Trial on fetal burial law begins with judge's defense of his motives

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Judge David Ezra

U.S. District Judge David Ezra. Photo by the U.S. District Court for the District of Hawaii, via Wikimedia Commons.

A trial on the constitutionality of a Texas fetal remains burial law began Monday with a federal judge proclaiming that he has “no predisposition” in the case.

U.S. District Judge David Ezra, sitting by designation in San Antonio, defended himself after the New Orleans-based 5th U.S. Circuit Court of Appeals reversed Ezra’s decision requiring the Texas Conference of Catholic Bishops to reveal internal communications to plaintiffs challenging the law, report the Austin American-Statesman and Courthouse News Service.

In a 2-1 decision issued Sunday, the appeals court had chastised Ezra and a magistrate judge for setting up a hurried schedule for the bishops as they challenged a request for additional documents. A concurring appeals judge went further, wondering if the hurry was part of an attempt to evade appellate review or tax lawyers for the church.

Ezra said he had worked out a rapid pretrial schedule with both sides in the case to accommodate the state of Texas, which wants to enforce the law that had been scheduled to take effect Feb 1. Ezra also said he gave lawyers for Texas a chance to seek his recusal, and they had declined.

The law requires fetal remains to be buried or cremated. At issue in the case is whether the fetal remains law poses an undue burden on women’s access to abortion. If no companies are willing to handle the remains, that could pose an issue, Ezra said as the trial began, according to Houston Chronicle coverage.

The Texas Conference of Catholic Bishops had testified in administrative proceedings before passage of the law that the conference believed fetal remains should be disposed of with respect. Before the law passed, the conference announced it would work with Catholic cemeteries and funeral homes to provide free burial services to fetal remains produced as a result of abortions. State lawmakers passed the law the next year.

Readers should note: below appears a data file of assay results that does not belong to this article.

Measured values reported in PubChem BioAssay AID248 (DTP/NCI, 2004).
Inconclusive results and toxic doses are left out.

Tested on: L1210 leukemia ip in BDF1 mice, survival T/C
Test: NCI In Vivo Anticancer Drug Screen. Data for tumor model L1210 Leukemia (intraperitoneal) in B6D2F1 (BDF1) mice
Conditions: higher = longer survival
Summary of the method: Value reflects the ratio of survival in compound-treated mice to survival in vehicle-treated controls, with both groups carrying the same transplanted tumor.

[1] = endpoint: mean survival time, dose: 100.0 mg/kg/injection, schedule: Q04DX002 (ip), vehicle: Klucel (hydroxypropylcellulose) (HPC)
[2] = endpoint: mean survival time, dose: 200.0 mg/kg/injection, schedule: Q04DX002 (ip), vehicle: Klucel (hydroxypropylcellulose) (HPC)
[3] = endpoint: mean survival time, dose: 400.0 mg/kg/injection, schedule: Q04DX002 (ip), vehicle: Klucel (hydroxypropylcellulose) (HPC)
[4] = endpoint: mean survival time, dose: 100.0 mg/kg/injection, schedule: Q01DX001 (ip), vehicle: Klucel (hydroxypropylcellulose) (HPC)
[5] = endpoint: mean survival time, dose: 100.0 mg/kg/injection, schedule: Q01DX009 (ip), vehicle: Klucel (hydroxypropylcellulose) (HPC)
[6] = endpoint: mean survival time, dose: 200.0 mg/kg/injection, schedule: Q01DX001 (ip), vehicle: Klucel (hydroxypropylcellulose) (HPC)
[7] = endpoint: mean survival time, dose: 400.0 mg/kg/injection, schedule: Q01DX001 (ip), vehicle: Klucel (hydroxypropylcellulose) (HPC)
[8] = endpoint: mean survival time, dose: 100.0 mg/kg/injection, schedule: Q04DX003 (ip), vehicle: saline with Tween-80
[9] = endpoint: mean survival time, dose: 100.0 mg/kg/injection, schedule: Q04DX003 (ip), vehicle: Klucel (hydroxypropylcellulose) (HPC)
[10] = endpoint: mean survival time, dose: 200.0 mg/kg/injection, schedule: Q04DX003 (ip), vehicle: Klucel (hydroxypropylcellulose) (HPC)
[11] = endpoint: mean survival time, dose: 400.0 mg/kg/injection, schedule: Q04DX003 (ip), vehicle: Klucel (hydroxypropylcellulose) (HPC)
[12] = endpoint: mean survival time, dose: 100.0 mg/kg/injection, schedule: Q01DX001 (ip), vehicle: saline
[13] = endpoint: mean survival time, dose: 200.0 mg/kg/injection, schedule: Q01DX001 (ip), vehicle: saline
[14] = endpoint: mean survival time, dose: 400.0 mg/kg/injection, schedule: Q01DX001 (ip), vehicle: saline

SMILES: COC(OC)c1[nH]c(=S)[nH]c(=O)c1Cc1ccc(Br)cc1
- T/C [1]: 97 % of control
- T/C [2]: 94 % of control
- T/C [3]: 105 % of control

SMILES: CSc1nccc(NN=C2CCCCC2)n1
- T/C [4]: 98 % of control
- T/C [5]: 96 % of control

The conference was not a party to the case, but Ezra required it to reveal internal communications about its support for the law, including its communications with state officials and other third parties. Using a set of search terms provided by the plaintiffs in the litigations, the conference found more than 6,000 pages of records, and turned over more than 4,300 of those pages.

The plaintiffs sought additional documents that the bishops had withheld, and the magistrate judge ordered the bishops to make their objections under “a tight schedule,” Judge Edith Jones said in the 2-1 decision of the 5th Circuit. The district judge then “hastily concluded” that the withheld documents must be disclosed, Jones said.

“By acting in unnecessary haste,” Jones wrote, the judge deprived the Texas Conference of Catholic Bishops of making its case to quash the discovery.

A concurring judge, James Ho, said the First Amendment expressly guarantees the right of the bishops “to express their profound objection to the moral tragedy of abortion” by offering free burials for fetal remains. “Nothing in the text or original understanding of the Constitution prevents a state from requiring the proper burial of fetal remains,” Ho wrote. “But from the proceedings below, you would think the opposite is true.”

Ho said a 24-hour turnaround for the bishops had been imposed by the district court, leaving “this court to wonder why the district court saw the need to impose a 24-hour mandate on the bishops on a Sunday (Father’s Day, no less), if not in an effort to either evade appellate review—or tax the bishops and their counsel for seeking review. They leave this court to wonder if this discovery is sought, inter alia, to retaliate against people of faith for not only believing in the sanctity of life—but also for wanting to do something about it.”

Ho, an appointee of President Donald Trump, is a former solicitor general in the Texas Attorney General’s office, media reports point out.

Judge Gregg Costa, an appointee of President Barack Obama, dissented.

Costa said it was wrong to question the motives of plaintiffs’ counsel. “Even more troubling,” he wrote, “are the potshots directed at the district court, and the concurring opinion then piles on. That the pecking order of the system allows appellate judge’s view of the law to ultimately prevail should be satisfaction enough for us. While vigorous disagreement about the law is part of the judicial function, there is no need to go beyond the identification of legal error by questioning the motives of our district court brethren.”

The case is Whole Woman’s Health v. Smith.

Hat tip to How Appealing.

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